I’m sure some of you wondered why I haven’t written in over a year. Covid has done strange things to our way of life. When the world shut down, we went hiking! Because we have two medically fragile children, we knew we could not sit at home for a year. We had to be outdoors and walk to keep their lungs healthy. We hiked most days. Usually I had at least my 5 youngest kids with me. Often I had my two granddaughters, and usually at least one or more of my kids’ friends.
I used to be the mom who would say “don’t get your shoes wet!” or “be careful!”. Over the past year, we spent so much time during this pandemic outside. We’ve had to invest in many pairs of Keens and good hiking boots. I’ve watched my toddler become a crazy climber and log walker. Our nervous 7 year old has blossomed into a much more daring spirit who is willing to forgo the “NO” and at least try.
The biggest growth I have seen this year has not been in my younger children, it’s been in my teens. At the start of this covid adventuring, one of our girls was fearful of most things and had very little sense of adventure. Netflix was the only adventure she was used to. We started off on small hikes. After 2 kilometers, they were whining to go back. Now 5km goes by in no time and they whine when I suggest it’s time to go back to the van as the smallest ones can’t go too much further. My older daughter started our hiking year in flat Vans shoes and quite quickly asked if we could buy her some actual waterproof hiking shoes with grip. Sooooo not cool but she learned the value of waterproof. We’re full fledged hikers now. Confident in our knowledge that we have learned on how to hike well.
I’ve taken my kids (ages 3-14) on some challenging hikes. 96m elevation, scaling large boulders, slippery ice paths, under frozen waterfalls, through rivers, down steep sandy hills and over downed trees. I no longer shy away from “that looks too hard” or “let’s find an easier way”. I encourage them to try. I’ve taught them to help the younger ones through some tough situations that they found challenging on their own. They have rejoiced every time they have made it through something they feared or didn’t think they could do. I have videos of them saying things like “wow, we did it!” What powerful memories they are building. It’s not about the hike. Exercise is good but challenging them to push past the pain of a blister, push past the fear of hand feeding a chipmunk, and push past the thoughts that they can’t do it is the true benefit of hiking. Letting the teens take the lead and come up with a plan to get everyone safely across the river is helping them to grow mentally and physically. The problem solving, emergency planning, and life skills have been more beneficial to them than any classroom could have given them. My hope is that my children will forever be changed by this covid year (or two) for the better. I know they have gained a greater appreciation for the environment because they point out every piece of garbage they see that doesn’t belong in the forest or river. They have learned so much about the trees, plants, berries and animals and that will stay with them for life.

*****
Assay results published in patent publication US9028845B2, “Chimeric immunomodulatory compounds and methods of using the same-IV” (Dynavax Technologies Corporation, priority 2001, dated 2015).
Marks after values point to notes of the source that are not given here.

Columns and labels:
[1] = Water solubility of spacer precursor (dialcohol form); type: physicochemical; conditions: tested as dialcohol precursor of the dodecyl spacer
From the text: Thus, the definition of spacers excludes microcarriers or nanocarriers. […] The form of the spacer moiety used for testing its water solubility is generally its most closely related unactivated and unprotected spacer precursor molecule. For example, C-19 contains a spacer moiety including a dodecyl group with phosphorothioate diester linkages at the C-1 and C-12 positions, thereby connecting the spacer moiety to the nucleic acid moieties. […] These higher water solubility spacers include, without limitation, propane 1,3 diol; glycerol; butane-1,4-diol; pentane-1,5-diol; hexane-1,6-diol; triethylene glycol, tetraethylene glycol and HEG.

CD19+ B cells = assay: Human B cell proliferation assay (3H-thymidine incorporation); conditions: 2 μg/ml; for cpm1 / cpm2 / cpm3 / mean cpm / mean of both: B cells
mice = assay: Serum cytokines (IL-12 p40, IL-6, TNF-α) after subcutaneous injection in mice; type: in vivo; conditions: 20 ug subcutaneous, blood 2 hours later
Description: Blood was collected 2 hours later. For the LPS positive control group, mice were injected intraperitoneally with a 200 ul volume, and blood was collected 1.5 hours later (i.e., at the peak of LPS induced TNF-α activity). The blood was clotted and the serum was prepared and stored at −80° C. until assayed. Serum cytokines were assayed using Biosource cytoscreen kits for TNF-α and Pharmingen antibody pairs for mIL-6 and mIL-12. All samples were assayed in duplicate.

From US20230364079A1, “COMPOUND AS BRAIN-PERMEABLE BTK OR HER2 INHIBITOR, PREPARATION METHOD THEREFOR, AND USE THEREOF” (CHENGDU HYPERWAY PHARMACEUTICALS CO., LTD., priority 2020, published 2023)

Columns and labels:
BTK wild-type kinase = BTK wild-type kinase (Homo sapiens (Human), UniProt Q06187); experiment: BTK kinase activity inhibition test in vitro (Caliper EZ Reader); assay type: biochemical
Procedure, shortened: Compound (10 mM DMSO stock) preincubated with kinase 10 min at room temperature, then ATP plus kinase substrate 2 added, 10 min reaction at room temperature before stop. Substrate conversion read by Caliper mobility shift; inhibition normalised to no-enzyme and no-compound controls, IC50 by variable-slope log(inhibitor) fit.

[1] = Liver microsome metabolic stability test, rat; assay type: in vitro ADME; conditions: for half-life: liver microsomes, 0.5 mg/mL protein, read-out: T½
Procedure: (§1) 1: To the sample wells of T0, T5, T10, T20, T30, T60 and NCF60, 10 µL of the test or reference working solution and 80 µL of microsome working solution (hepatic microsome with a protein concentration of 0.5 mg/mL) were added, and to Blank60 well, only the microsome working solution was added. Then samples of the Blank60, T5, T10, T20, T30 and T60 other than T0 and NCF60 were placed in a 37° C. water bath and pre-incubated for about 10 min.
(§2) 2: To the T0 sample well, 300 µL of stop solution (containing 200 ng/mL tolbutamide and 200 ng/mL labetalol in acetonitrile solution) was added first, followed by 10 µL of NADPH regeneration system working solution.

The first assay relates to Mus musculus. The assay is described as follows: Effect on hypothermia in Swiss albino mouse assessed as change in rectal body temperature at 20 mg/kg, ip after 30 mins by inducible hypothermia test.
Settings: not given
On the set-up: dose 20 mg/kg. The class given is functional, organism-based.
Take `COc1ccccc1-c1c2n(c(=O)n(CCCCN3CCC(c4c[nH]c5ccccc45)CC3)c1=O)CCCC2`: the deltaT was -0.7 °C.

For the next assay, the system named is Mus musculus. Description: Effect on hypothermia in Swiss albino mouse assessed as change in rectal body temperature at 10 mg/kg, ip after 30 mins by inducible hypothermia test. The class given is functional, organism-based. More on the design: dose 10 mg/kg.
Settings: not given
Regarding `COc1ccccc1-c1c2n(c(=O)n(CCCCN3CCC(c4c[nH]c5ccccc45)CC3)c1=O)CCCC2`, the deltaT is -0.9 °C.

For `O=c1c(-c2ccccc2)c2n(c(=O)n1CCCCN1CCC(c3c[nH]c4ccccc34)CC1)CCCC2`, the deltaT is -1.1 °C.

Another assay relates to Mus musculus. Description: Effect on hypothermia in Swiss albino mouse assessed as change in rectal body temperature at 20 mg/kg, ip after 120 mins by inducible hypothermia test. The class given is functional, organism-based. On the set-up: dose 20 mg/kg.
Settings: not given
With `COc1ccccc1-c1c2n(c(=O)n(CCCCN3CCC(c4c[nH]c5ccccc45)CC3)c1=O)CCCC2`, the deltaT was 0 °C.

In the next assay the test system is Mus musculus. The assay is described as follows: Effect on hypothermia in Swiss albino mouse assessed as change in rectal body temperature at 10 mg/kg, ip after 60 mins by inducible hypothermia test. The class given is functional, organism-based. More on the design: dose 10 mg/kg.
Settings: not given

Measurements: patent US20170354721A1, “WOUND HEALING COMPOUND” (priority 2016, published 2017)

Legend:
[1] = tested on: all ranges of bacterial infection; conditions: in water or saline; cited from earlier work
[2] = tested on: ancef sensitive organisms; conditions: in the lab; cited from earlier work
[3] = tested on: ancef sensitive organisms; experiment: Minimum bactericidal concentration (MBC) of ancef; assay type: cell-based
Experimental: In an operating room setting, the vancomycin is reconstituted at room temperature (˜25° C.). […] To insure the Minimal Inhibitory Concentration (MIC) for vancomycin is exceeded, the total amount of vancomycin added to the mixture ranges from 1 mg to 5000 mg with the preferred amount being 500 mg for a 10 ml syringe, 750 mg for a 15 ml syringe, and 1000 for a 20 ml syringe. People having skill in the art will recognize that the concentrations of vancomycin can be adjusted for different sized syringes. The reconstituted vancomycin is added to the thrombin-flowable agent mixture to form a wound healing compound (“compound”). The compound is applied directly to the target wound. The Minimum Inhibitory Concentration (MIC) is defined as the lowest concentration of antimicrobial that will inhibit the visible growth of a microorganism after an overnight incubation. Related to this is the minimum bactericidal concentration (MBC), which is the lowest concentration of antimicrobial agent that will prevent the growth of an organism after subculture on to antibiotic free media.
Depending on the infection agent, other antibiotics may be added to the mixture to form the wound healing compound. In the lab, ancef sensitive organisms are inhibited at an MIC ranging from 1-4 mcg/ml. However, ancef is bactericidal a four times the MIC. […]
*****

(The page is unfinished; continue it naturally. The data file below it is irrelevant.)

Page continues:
My new advice for parents struggling with tweens and teens who won’t get off their stinking phones is to get them in the car and drive. Take them away from the wifi and get them into the trees. They almost always start the day asking to stay home or complaining but once in the van and on the road they cheer up and while we hike their attitudes improve. By the time we are back in the van, tired and muddy, they are laughing their heads off. We have great conversations about every aspect of life along the way. The same reluctant and grumpy teens in the morning ask the same thing every night…… “Where are we going tomorrow?”
Get hiking. Get someone in the family to download the AllTrails app and you’ll find the most amazing adventures wherever you are. You can record your hikes, find your place if you are lost and find your car again as long as you remember to hit record when you begin your hike. I in no way am getting paid to promote this app but maybe I should be because I have turned so many people to it even strangers I meet on the trails who are not sure of their location. Special thanks to my sister in law for telling me about the app!
Anyways, that is the main reason why I have been taken away from writing. I’ve been busy online learning with 11 kids and hiking when we are not online. I’m back now and I have so much new bits of wisdom to share. I hope you have found your own beautiful things to do during these dark days of covid.